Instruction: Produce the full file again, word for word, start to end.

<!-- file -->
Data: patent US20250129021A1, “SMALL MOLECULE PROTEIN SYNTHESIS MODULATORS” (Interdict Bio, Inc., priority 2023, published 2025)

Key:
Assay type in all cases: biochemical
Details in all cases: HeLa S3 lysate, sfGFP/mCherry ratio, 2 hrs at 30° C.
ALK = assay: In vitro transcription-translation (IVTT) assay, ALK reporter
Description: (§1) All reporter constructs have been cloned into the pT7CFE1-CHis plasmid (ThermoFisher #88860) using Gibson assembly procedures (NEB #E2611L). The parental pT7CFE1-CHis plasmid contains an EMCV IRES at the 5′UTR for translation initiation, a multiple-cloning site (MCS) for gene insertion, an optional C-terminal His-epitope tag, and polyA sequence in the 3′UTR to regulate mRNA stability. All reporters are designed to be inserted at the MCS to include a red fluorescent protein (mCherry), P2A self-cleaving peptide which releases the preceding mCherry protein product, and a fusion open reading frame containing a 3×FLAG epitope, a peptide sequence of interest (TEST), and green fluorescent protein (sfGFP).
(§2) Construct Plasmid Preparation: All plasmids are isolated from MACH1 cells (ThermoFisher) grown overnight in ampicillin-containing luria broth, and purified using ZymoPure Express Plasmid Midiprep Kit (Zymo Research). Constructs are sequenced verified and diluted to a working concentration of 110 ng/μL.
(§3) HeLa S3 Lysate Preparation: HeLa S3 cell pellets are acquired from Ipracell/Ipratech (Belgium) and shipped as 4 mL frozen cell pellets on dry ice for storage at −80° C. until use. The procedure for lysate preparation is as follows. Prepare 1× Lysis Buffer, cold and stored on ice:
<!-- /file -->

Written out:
Data: patent US20250129021A1, “SMALL MOLECULE PROTEIN SYNTHESIS MODULATORS” (Interdict Bio, Inc., priority 2023, published 2025)

Key:
Assay type in all cases: biochemical
Details in all cases: HeLa S3 lysate, sfGFP/mCherry ratio, 2 hrs at 30° C.
ALK = assay: In vitro transcription-translation (IVTT) assay, ALK reporter
Description: (§1) All reporter constructs have been cloned into the pT7CFE1-CHis plasmid (ThermoFisher #88860) using Gibson assembly procedures (NEB #E2611L). The parental pT7CFE1-CHis plasmid contains an EMCV IRES at the 5′UTR for translation initiation, a multiple-cloning site (MCS) for gene insertion, an optional C-terminal His-epitope tag, and polyA sequence in the 3′UTR to regulate mRNA stability. All reporters are designed to be inserted at the MCS to include a red fluorescent protein (mCherry), P2A self-cleaving peptide which releases the preceding mCherry protein product, and a fusion open reading frame containing a 3×FLAG epitope, a peptide sequence of interest (TEST), and green fluorescent protein (sfGFP).
(§2) Construct Plasmid Preparation: All plasmids are isolated from MACH1 cells (ThermoFisher) grown overnight in ampicillin-containing luria broth, and purified using ZymoPure Express Plasmid Midiprep Kit (Zymo Research). Constructs are sequenced verified and diluted to a working concentration of 110 ng/μL.
(§3) HeLa S3 Lysate Preparation: HeLa S3 cell pellets are acquired from Ipracell/Ipratech (Belgium) and shipped as 4 mL frozen cell pellets on dry ice for storage at −80° C. until use. The procedure for lysate preparation is as follows. Prepare 1× Lysis Buffer, cold and stored on ice: